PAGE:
It charts my feltmaking journey, which started in 2005 when I bought a fleece straight off the sheep during a visit to a sheep farm with my daughter. After trying spinning & knitting and not being particularly adept at either, I turned to feltmaking. Library book in hand, my first try was a tea cosy of moderate success. I was intrigued by the process, but soon after became a mother for the second time and had little time to get the grips with the technique.
As my youngest grew, so did my desire to go back to felt and, via experiments with toys, hand puppets and other items I finally arrived at the headdresses. Even at the start of my felt journey I knew one day I would be making larger pieces, so it came almost as a relief to finally get stuck in.
The article describes how I moved from my first attempt at a mask in early 2011 (image 1), to a full headdress in the form of Raven I (image 2), which was made of local Alpaca, Shetland and Hebridean fleece. This had its first public outing at the ball at the IFA conference in Bath this year, but I quickly discovered the short comings of the design (mainly that I couldn’t see or breathe very well), so when I came home I cut it up and incorporated parts of it into Raven II (image3).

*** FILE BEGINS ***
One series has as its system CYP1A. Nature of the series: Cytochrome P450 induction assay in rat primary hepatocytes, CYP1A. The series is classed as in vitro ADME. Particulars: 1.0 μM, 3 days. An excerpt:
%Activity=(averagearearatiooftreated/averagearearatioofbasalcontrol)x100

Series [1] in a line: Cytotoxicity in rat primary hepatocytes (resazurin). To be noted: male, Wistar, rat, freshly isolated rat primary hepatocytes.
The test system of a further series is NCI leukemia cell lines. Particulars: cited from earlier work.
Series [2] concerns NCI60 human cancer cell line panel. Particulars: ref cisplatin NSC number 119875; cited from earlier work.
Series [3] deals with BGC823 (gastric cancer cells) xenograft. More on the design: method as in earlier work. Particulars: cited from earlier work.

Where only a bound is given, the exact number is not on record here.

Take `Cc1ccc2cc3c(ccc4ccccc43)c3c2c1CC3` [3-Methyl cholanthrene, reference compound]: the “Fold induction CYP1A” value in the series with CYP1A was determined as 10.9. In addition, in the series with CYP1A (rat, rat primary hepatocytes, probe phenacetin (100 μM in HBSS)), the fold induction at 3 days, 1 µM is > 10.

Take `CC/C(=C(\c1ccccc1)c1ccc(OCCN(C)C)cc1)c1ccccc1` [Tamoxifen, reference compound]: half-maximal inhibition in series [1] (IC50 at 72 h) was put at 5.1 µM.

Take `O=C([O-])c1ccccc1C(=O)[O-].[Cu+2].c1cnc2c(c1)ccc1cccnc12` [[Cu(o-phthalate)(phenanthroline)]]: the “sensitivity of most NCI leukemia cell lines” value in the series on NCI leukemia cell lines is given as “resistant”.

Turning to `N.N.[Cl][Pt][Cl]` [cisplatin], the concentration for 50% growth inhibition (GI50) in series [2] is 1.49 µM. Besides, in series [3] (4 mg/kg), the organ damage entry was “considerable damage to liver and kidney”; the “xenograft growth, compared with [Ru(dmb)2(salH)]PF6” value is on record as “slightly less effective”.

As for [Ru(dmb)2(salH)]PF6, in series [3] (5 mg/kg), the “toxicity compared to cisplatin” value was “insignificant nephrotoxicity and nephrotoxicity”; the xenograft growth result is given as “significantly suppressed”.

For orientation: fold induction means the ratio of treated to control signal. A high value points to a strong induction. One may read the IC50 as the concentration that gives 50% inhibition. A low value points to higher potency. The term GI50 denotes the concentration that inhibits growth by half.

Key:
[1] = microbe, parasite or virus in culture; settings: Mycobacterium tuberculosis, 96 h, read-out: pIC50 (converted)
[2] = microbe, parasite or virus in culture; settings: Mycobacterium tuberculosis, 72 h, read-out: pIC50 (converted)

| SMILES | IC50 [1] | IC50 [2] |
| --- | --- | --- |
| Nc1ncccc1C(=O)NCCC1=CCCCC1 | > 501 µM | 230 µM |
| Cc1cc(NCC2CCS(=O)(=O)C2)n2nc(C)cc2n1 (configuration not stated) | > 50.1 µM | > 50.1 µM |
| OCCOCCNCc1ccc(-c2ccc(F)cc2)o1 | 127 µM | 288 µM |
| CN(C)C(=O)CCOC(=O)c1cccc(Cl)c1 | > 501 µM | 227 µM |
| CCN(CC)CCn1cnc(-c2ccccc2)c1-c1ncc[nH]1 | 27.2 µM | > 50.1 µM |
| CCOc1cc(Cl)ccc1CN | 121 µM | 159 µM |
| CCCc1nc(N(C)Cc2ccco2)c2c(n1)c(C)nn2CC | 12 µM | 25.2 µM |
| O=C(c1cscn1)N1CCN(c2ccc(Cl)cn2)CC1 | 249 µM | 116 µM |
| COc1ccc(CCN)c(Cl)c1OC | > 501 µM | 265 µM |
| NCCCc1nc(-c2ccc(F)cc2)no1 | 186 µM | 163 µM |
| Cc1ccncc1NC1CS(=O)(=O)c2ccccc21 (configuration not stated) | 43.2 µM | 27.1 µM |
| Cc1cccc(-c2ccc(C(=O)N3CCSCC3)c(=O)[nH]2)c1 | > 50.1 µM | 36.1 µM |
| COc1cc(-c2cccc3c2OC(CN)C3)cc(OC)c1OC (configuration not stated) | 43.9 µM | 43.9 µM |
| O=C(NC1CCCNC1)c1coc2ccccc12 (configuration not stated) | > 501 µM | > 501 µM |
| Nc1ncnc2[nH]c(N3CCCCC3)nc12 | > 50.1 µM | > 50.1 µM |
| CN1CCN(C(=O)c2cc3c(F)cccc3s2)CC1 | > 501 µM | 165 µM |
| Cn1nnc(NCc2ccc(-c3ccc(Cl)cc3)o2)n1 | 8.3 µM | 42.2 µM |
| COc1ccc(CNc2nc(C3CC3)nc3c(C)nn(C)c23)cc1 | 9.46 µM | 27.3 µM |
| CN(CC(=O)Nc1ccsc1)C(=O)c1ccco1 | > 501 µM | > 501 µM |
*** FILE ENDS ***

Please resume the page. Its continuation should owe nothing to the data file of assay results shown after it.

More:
Since then I have been making a range of headdresses, animal and otherwise. I really love the textural and painterly effects that can be achieved by blending different wools, and each piece provides me with a new opportunity to stand back and see what happens.
Through experimentation, I have learned about working with complex resist shapes. I treat each piece as an opportunity to try out new techniques and to build on what I learned from making the previous ones. All the headdresses start life around a flat resist, before being felted to a pre-felt stage (this is the point when the fibres are just beginning to bind together). At this stage I remove the resist and start sculpting it into a three dimensional shape. I shape the mask around my own head, which also helps me to decide where to position the eye openings. I have recently acquired a second hand spin dryer, which has revolutionised the trying-on stage!